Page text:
Last Thursday, as Americans were still coming to grips with the tragic rampage in Oregon, President Obama addressed the American people. An hour before the president spoke, news outlets were confirming that the shooter in Oregon had targeted his victims based on their religion.
Multiple eyewitnesses and relatives of the victims all said the shooter asked the victims to state their religion. Those who said "Christian" were shot in the head. Others were shot in the legs or other parts of their body. The president -- in 1,299 words -- never once discussed religious tolerance or even condemned the shooting. It is worth noting, at a minimum, that had the shooter or victims been Muslim, the president would have talked about religious tolerance.
Saying "this is something we should politicize," the president proceeded to call for more gun laws, though he could not name any that would have prevented the shooting. Instead, he cited "friends of ours, allies of ours -- Great Britain, Australia, countries like ours."
But what do those countries' gun laws look like? The president and the left wing media horde of editorialists and activists citing Great Britain and Australia give us our hint -- gun confiscation. Both countries have very tight bans on guns and have confiscated their citizens' guns. Australia raised a tax and used that money to buy back guns in Australia. Several studies suggest that the Australian gun laws did reduce gun related suicides, but only weakly at best improved the homicide rate.
In citing other countries, the president and the left also fail to reflect on our constitution. We do have a Second Amendment, which the Supreme Court has ruled gives an individual the right to keep and bear arms. A political army that demands unfettered access to abortions because the Supreme Court says they are legal has no qualms about ignoring the court when the army disagrees.
Concurrent to these -- thus far -- subtle calls for gun confiscation are calls for new laws. The left is pushing for a renewed assault weapons ban, which is more accurately called a "spooky weapons" ban; the ban just targeted guns that looked spooky. The original ban did nothing to stop the rampage in Columbine, Colorado. In fact, the guns restricted under the ban were not used in Columbine.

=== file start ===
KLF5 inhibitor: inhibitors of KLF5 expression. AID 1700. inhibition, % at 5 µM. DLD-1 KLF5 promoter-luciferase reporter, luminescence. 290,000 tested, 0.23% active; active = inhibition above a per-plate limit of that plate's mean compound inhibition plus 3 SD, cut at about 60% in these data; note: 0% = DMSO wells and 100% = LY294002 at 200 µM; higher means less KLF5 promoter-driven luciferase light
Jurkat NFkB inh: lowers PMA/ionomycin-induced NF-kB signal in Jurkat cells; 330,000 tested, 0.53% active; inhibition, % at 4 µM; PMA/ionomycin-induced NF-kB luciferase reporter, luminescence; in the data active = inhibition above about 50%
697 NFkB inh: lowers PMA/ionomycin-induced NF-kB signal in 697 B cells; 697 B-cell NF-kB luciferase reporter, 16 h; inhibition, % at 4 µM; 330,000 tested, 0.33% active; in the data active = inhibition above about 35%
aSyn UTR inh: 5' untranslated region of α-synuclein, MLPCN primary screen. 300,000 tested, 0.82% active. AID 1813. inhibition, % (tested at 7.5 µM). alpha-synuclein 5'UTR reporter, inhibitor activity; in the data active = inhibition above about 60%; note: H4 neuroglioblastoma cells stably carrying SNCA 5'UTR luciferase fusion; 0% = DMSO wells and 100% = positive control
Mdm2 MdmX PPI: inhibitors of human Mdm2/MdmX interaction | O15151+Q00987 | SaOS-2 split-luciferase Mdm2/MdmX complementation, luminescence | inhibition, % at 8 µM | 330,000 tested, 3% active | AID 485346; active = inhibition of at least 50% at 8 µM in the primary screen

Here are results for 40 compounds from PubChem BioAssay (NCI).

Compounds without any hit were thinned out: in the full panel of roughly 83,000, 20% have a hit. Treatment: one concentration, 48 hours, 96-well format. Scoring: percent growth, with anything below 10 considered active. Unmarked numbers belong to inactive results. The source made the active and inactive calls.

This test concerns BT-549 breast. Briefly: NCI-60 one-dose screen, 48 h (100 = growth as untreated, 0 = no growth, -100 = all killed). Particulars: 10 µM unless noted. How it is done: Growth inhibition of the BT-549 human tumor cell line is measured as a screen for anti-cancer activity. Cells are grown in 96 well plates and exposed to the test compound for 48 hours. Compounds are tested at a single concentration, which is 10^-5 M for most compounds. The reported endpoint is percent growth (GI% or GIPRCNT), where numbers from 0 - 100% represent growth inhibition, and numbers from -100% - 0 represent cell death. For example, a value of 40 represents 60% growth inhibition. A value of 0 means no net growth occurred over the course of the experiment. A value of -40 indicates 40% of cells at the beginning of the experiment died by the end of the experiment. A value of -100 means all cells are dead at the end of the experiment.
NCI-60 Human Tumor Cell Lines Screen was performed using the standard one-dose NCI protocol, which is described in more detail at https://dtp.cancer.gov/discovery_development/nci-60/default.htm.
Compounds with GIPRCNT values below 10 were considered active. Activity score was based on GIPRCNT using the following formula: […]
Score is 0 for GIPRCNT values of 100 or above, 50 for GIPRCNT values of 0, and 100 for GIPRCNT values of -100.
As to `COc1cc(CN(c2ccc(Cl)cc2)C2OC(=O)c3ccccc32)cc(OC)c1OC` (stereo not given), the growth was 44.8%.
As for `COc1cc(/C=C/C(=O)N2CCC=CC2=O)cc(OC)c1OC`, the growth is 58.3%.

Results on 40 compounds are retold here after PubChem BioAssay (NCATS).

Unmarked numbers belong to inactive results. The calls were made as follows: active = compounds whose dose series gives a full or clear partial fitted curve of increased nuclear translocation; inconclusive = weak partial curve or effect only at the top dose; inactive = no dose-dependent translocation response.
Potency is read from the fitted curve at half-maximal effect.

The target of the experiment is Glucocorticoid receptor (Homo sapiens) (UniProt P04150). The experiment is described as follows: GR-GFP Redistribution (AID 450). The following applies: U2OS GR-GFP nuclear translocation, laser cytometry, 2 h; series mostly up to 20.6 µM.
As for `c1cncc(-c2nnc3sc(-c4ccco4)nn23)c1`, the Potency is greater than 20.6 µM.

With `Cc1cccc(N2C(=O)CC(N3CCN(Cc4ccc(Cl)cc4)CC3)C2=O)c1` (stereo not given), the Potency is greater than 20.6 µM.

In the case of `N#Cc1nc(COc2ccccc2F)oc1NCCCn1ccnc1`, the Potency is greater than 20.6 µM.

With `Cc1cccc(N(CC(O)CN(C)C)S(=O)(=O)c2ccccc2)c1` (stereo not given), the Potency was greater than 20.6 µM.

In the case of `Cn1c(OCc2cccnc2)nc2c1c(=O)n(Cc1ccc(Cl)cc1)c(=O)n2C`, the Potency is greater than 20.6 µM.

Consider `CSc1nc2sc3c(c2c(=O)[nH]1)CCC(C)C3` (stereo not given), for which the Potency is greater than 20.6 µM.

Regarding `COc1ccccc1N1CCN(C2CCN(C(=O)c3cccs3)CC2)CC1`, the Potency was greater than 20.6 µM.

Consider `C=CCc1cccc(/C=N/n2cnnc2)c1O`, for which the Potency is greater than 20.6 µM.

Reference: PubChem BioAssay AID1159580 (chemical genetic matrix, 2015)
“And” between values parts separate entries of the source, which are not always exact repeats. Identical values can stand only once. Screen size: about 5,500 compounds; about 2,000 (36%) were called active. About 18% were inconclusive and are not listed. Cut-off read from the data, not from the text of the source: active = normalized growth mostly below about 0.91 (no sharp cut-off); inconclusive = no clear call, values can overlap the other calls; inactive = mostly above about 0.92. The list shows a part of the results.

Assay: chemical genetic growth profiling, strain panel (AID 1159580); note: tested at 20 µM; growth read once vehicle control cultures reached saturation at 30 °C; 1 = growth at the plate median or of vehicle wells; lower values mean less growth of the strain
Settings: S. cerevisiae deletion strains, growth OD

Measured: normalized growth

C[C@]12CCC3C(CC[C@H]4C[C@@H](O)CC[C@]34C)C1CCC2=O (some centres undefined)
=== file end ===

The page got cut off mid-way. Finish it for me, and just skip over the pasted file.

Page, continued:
In the latest rampage, the assault weapons ban would also have been no good. Next, the left pivoted to background checks. Between the novel and creative talking points peddled by the left these days, the idea is that it is easier to buy a gun than to adopt a dog or even buy beer. The people peddling these talking points have clearly never tried to buy a gun. Additionally, some of the guns used in Oregon were purchased legally in a state with restrictive gun control laws, and background checks were performed.
Last month in Virginia, Gov. Terry McAuliffe raced to televisions everywhere to demand background checks for guns after a deranged gunman killed a reporter and her cameraman live on television. The gunman had purchased his gun legally and had a background check at the time of purchase.
In the United States, there is roughly one gun per person. The American cities with the worst gun violence, Washington and Chicago, also happen to have some of the most restrictive gun laws in the country, in contrast to Kennesaw, Georgia, which requires every homeowner in the city to own a gun. According to the website neighborhoodscout.com, Kennesaw sees 1.31 violent crimes per 1,000 people annually. Chicago sees nine and Washington sees 13.
The truth is that the United States and its attitude toward gun culture are unique. Instead of mimicking Australia and Great Britain with their gun confiscation programs, our leaders should think differently. The best gun control in this country is an armed, honest citizenry who can shoot straight. Instead of gun free zones, we should allow law abiding, concealed carry permit holders to go where they wish with their guns.
Luckily for gun owners, the more Democrats agitate for restrictive gun laws, the worse the Democrats do in polling. Beta male gun control policies may be winners on editorial pages, but are losers in our national electoral system.